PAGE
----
As long as Mediterranean commerce continued to draw Western Europe into its orbit, urban life went on in Gaul as well as in Italy, Spain and Africa. But when the Islamic invasion had bottled up the ports of the Tyrrhenian Sea after bringing the coasts of Africa and Spain under its control, municipal activity rapidly died out. Save in southern Italy and in Venice, where it was maintained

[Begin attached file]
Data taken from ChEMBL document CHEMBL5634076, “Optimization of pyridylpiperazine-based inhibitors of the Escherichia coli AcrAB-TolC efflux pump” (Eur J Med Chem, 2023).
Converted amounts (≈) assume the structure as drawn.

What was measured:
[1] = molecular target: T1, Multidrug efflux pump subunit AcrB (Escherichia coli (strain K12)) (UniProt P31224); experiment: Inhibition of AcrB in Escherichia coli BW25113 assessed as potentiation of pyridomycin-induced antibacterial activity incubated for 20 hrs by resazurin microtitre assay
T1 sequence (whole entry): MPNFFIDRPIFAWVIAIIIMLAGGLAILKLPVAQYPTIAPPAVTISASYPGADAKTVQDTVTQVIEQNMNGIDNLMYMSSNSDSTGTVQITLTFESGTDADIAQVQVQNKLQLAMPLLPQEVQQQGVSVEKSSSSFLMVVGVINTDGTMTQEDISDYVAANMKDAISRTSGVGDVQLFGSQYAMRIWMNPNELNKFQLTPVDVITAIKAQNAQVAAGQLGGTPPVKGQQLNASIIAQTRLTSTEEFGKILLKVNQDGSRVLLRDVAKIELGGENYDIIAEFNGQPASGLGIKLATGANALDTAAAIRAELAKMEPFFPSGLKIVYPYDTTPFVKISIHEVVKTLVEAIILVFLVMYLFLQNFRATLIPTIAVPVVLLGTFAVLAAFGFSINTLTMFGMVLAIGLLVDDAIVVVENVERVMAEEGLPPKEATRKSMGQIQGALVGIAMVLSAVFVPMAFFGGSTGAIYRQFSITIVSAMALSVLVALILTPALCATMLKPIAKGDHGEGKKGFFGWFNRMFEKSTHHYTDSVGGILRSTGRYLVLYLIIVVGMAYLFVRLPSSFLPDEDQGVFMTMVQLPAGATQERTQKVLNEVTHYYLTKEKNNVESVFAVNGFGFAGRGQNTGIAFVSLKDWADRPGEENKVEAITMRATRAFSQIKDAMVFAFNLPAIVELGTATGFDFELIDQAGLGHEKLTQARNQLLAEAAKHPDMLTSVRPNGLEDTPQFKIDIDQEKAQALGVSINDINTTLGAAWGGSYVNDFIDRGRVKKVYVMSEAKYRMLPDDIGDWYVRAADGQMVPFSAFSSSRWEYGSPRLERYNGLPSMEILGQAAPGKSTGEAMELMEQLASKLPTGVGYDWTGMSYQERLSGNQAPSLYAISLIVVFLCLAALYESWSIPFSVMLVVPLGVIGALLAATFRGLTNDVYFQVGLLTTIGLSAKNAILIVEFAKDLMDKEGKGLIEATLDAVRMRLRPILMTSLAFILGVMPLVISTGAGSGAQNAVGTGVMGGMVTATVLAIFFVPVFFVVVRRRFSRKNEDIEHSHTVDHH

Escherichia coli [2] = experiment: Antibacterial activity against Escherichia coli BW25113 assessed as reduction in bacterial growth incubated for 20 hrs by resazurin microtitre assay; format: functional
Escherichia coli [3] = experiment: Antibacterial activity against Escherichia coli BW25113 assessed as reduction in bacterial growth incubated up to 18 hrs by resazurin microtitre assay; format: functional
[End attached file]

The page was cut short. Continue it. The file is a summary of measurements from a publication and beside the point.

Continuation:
thanks to Byzantine trade, it disappeared everywhere. The towns continued in existence, but they lost their population of artisans and merchants and with it all that had survived of the municipal organisation of the Roman Empire.